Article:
I’ve watched other kids with these issues in the schools and I’m not going there.  People like to tell me that I don’t know that MY kid will wind up like that, but ya know what?  I’m not rolling the dice either.  I’m watching a rather brilliant young man who is VERY similar to BigGuy pretty much fail out of high school for the exact same problems and a mother who has given up trying to find his currency.  I’m thankful to be able to see how his life is unfolding and seeing how removing the things he lives for or holding them hostage are doing absolutely nothing to move him.  Just like BigGuy.  I feel like I can learn from this and feel confident that this is just not going to be the route.

But I don’t know what the route is yet for my guy.  And part of me is heartbroken because I often wonder if the last 4-1/2 years of moving and my less-than-engaging/encouraging/supportive behavior have squashed any potential inspiration and motivation or willingness to chase after his interests with more fervor.  I can’t think about it.  That’s over.  We were in survival mode.  It happened and I can’t change it.

I just need to get back on my horse and leave it alone.  I need to focus on Girly.  I need to do more with her.  If he doesn’t want to work, nobody’s going to make him.  Not here and not at school.  That Cell Biology lab motivated him and I just cannot find a place like that for him to be full-time.  I ache for that for him.  Explaining to him that doing this work would get him to such a place is too far out for him to grasp.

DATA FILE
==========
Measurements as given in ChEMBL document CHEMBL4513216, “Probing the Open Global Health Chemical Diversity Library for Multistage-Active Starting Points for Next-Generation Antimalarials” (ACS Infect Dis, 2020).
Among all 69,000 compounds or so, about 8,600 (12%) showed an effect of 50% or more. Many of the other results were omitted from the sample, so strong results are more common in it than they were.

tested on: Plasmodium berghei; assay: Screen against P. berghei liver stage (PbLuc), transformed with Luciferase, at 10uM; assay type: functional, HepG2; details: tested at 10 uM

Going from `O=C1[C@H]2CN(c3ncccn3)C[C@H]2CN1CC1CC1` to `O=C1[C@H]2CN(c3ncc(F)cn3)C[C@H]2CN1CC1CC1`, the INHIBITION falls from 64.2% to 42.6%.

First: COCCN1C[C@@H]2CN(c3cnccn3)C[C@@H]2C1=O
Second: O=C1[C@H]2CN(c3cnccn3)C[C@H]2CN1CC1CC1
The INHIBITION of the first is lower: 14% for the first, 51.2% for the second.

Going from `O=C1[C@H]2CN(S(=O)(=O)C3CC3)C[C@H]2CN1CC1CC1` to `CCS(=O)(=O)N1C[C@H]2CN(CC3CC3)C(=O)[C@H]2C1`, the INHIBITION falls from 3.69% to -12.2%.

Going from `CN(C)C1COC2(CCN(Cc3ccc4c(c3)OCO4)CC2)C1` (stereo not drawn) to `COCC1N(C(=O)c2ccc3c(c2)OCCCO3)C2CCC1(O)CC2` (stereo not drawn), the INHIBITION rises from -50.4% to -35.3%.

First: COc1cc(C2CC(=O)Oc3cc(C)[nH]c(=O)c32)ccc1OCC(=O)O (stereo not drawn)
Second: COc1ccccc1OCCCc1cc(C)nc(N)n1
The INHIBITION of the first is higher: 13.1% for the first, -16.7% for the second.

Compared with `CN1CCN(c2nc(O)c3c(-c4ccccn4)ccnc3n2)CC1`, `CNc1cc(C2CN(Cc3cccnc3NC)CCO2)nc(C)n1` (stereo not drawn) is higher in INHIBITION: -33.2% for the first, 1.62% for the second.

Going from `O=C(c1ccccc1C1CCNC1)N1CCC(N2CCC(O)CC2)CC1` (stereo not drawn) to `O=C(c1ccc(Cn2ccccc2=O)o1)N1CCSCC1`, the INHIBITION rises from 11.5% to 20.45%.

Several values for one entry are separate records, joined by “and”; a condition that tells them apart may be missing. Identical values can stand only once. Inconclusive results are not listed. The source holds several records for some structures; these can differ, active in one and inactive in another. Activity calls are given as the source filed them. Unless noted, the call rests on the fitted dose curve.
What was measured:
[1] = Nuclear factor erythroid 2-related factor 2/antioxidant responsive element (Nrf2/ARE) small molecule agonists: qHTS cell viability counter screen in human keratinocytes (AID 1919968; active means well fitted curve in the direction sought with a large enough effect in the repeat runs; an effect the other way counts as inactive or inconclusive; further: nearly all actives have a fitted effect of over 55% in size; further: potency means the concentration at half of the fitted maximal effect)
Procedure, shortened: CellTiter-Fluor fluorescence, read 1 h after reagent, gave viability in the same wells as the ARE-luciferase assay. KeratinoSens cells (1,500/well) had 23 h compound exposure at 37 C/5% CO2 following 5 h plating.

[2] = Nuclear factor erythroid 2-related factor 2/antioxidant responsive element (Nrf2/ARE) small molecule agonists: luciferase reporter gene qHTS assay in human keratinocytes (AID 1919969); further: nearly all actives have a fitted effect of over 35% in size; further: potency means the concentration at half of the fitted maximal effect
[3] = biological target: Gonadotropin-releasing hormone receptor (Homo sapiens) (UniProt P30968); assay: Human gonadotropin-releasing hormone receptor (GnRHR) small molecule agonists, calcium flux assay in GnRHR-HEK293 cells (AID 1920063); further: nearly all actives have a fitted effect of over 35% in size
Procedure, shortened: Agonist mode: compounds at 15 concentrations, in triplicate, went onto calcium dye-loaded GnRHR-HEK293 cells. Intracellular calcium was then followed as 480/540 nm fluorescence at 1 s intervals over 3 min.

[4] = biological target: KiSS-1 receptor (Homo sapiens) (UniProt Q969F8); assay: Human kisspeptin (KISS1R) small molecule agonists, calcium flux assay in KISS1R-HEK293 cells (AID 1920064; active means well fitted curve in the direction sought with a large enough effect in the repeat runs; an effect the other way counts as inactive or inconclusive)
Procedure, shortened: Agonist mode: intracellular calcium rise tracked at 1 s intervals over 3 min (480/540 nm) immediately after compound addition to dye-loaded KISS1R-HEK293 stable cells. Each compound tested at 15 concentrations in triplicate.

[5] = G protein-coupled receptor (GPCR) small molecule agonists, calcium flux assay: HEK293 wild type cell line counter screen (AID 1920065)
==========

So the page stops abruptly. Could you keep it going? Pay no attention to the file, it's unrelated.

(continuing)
Maybe his sister surpassing his achievements will be the motivator.  Because that kid’s going to knock it out of the park.

And really, if I go back and look at MY goals for my kids, I could give a rat’s ass about any of this crap.  But trying to meet his needs as he has explained them has been rough and it means doing this kind of crap.  Maybe I just need to change my attitude about it.  I don’t know.  I’m having “a day”.  And I love him so much.  I just want to meet his needs.   And hers.

As I sit, planning the week…

It’s Sunday night.  Girly is out cold and Papa is giving BigGuy some reiki (more power to him because I’m so completely unable to wrap my head around that stuff).

Every Sunday night we have a family meeting.  The agenda is like this:

  1. What happened last week
  2. What is happening this week
  3. Old business
  4. New business
  5. Money stuff
  6. Something wonderful my family did for me
  7. Something wonderful I did for my family
  8. Comments/questions about anything anyone needs to talk about

As we went through item #2, Papa noted that he goes back to work this week and BigGuy jumped on the end of that with “and we start to do REAL schoolwork this week”.  I looked at my husband–whose eyebrows denoted his equal surprise.  He asked my son “Haven’t you already done ‘real’ schoolwork?” and I then took over so as to make my life a lot easier and said “Well, we’ve been figuring things out this August and then you had vacation; but we’re ready to get down to business now.” (I GUESS!!  *whew*  Nice save, Mama!)